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AKA Convention - My perspective (another long ramble)
This was my first convention so I can not compare it to others. But then
comparisons serve no purpose when it comes to events like this.
I arrived at the convention on Friday night already seriously deficient of
sleep due to the hurried preparations I made to get there. I attended most
of the lectures in part or in whole but overall spent much of my time
talking killies with the other attendees. I enjoyed seeing the fish, but
when someone handed me a flashlight I got a whole new perspective.
As far as the hotel went, I could certainly pick a bone or two with the
architect who designed it. It looked like something which started out small
and orderly and got added on to until it reached the current absurd
configuration. I am sure that we will hear more about the convention as soon
as the rest of the attendees find their way out of the maze of corridors. As
to the hotel staff, I have to guess that it consisted of those poor hungover
souls without the seniority or intelligence to take the holiday weekend off.
But AKA conventions are not about hotels, they are about people and fish.
First to the people. All of you guys were absolutely great. After a few
days without sleep I was not only incapable of remembering fish names most
of the time I was having trouble with my own. Thank God for the name tag. I
sure was glad you folks could fill in the blanks which my brain couldn't. I
learned allot and even heard a few good killitales. I believe that a few new
legends were born at this convention.
Now to the fish: There were more killies there than I had ever seen in one
place at one time. Many I had never seen before. As a Notho person I suppose
that there could have been more than there were, but those which were there,
were among the nicest. South American annuals were well represented as were
Aph.'s of course. Fp. were relatively abundant. Although Ep. is not my thing
there was no shortage there either. Lampeyes and native species rounded out
the show but again these are not my primary fields of interest. I'll bet
that the judges did not have an easy time. I did gain a respect for a few
fish which I never though much of before, after seeing what they should look
like. I saw many very nice fish, although at the time I thought that there
were few spectacular ones. But upon reflection I find that this was not
because they were not there, rather this impression was caused by the fact
that there were so many gorgeous fish in one place. This made it hard for
any one fish to stand out. In my mind the Riv.sp.Mahdia GY 97/7 was really
a show stopper, but the A. Hera was also a stand out. As to the Nothos, I
had never seen the Geisenbergi before, it looked rather plain at first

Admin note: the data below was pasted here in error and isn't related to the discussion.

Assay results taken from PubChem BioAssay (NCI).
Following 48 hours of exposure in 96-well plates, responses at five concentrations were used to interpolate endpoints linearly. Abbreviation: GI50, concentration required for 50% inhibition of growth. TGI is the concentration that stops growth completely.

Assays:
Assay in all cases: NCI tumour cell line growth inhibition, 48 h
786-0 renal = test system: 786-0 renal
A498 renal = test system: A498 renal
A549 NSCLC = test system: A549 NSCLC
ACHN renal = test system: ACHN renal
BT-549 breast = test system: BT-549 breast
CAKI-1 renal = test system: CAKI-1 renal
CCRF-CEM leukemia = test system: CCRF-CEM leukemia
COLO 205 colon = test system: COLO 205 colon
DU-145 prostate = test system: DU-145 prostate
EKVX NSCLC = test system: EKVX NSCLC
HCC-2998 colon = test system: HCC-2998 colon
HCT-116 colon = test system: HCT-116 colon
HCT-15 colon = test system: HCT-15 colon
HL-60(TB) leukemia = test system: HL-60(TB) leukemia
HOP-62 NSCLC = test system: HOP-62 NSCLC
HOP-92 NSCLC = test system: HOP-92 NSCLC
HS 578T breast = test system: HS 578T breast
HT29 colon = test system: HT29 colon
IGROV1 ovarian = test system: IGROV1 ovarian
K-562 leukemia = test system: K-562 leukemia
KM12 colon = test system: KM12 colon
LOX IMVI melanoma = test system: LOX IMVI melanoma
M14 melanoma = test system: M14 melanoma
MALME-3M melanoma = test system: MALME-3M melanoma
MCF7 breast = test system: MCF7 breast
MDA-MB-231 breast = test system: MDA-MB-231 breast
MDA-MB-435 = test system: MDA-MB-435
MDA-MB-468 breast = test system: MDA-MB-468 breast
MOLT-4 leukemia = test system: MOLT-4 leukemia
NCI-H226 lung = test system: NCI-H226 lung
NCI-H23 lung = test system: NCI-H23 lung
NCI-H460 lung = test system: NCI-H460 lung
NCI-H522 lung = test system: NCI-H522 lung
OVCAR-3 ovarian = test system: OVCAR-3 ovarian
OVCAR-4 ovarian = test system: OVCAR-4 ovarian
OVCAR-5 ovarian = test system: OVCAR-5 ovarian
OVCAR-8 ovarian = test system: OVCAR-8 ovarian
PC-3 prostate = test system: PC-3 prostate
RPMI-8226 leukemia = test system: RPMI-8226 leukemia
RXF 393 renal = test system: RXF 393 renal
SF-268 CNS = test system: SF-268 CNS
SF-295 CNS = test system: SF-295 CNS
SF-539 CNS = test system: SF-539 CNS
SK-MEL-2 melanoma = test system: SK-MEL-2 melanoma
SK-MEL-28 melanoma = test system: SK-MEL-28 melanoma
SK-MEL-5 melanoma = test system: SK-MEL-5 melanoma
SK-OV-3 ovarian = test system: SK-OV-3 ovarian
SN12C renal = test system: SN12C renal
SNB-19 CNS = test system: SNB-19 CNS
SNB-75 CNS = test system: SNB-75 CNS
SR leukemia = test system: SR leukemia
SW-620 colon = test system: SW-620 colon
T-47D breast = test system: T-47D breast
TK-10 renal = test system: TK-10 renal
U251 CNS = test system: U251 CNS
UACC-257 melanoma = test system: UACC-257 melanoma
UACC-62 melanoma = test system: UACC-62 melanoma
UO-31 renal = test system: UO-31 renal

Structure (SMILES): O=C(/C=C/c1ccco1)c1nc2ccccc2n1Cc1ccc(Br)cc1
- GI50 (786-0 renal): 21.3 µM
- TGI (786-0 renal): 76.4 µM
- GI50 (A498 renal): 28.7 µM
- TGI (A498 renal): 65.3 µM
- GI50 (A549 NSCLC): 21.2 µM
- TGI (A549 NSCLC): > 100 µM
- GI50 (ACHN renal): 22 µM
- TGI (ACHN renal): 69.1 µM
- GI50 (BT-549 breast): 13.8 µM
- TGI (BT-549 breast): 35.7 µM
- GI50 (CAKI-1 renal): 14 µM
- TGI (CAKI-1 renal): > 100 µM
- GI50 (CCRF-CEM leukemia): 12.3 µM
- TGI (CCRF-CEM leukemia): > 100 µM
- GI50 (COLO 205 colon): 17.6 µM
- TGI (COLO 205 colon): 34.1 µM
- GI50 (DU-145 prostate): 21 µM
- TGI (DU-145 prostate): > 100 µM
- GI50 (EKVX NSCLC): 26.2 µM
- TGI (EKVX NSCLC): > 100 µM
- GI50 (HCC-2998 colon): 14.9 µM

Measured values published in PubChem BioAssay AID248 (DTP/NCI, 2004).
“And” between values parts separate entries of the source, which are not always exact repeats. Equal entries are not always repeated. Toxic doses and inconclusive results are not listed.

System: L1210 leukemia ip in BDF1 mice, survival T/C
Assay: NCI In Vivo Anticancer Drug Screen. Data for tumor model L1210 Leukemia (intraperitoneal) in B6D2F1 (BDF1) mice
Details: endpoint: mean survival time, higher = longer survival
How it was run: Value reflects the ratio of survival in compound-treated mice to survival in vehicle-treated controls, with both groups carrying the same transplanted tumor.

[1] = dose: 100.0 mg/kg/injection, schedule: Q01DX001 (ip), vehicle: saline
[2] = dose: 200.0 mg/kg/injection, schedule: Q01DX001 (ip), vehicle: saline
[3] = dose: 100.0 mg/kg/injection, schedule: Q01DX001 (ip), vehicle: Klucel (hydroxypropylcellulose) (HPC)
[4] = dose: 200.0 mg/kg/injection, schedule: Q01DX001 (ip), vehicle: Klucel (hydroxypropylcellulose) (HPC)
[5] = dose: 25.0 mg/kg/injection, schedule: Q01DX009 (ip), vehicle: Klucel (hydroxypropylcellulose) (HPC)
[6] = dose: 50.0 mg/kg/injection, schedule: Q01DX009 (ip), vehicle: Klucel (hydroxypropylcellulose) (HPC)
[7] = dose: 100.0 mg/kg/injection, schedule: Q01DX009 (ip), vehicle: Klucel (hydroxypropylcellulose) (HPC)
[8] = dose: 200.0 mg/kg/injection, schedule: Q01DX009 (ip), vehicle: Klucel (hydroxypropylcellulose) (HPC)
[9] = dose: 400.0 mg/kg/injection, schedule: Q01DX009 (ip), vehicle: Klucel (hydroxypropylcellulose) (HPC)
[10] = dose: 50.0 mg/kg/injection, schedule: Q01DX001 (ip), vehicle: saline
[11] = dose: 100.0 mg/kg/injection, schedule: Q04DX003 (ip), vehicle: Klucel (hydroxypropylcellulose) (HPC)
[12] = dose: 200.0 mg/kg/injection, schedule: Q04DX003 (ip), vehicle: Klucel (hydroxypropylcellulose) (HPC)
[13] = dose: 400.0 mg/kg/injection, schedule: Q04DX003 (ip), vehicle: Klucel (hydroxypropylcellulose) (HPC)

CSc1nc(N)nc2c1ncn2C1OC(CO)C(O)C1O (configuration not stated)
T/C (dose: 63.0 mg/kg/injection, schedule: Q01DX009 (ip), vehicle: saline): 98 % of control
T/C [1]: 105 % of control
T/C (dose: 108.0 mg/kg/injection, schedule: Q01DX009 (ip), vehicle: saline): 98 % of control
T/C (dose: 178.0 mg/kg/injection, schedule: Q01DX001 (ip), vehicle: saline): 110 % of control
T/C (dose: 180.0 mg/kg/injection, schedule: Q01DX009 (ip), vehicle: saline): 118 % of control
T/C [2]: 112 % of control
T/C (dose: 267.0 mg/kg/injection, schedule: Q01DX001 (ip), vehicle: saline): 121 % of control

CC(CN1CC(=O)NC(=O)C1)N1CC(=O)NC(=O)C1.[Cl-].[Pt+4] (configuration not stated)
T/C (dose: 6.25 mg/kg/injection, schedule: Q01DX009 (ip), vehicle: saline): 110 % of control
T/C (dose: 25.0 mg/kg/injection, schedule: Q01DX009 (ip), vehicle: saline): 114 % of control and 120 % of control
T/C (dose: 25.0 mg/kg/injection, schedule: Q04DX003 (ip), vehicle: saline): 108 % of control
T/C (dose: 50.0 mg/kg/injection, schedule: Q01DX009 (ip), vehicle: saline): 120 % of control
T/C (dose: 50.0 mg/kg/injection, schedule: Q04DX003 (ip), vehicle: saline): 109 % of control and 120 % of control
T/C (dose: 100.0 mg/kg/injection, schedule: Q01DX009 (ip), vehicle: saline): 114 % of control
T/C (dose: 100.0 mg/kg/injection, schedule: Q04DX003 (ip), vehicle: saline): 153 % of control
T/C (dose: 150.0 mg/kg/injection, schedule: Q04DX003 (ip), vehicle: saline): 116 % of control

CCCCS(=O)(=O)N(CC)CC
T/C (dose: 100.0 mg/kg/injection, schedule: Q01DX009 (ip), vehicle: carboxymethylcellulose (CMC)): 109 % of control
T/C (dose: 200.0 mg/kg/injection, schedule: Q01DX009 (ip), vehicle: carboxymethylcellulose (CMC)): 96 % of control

glance but when it colored up it was really an exceptional fish. The
Rubripinnis KTZ 85/28 was really good to see. It goes to prove that even a
short lived annual fish can survive long term in a hobby where the flavor of
the month is ever changing. Special awards should be given to breeders who
keep a collection or strain going for such an extended time. The
Fuscotaeniatus was in good form and color as were the other fish. I was
hoping to see Fuerzeri (sp) from the original and recent collections, and
virgatus but if they were there, I for one, missed them. Which was possible
(but unlikely) given my lack of sleep. Given the cyclical nature of Nothos I
can understand why some species were not represented eggs and fry show
The fish room contained some real prizes. When I walked through the room
before the sale I picked a few fish I liked. First I saw the N. Rubripinnis
KTZ 85/28 which I had once heard was gone from the hobby. It is probably
less showy than some of the more recent imports, but it has been on my wish
list for a very long time. It has now moved off my wish list and into my
fish room where it belongs. Then I saw the Riv. Agilae. I had never seen
these up close and personal but as they are not available to me locally I
added them to my wish list and my collection. I bought one pair in the fish
room and one from Shane at the auction. He was preoccupied with bidding on
other fish when I seized the opportunity to lighten his load for the trip
home. (Thanks Shane!)I had hoped to pick up a pair of the A. Elberti N'tui
as my third choice, but this was not to be. At least one pair made it back
to my club it went to a great breeder and a fine fellow. (I figure this is a
good opportunity to start buttering him up in case he is reading this as I
will be after him for some fish soon.) After the numbers were all run and
the room was open for the picking I found a pair of Fp. Fallax Fifinda
Yellow, I picked them up on impulse and I really wonder how these guys made
it through the first two rounds. I have since found them on the BKA web site
labeled as Fp kribianus Fafinda Yellow. Although I am not sure what the
correct name of the fish is at this point, it is a stunning yellow fish.
After buying them I really felt uncertain about this selection as I was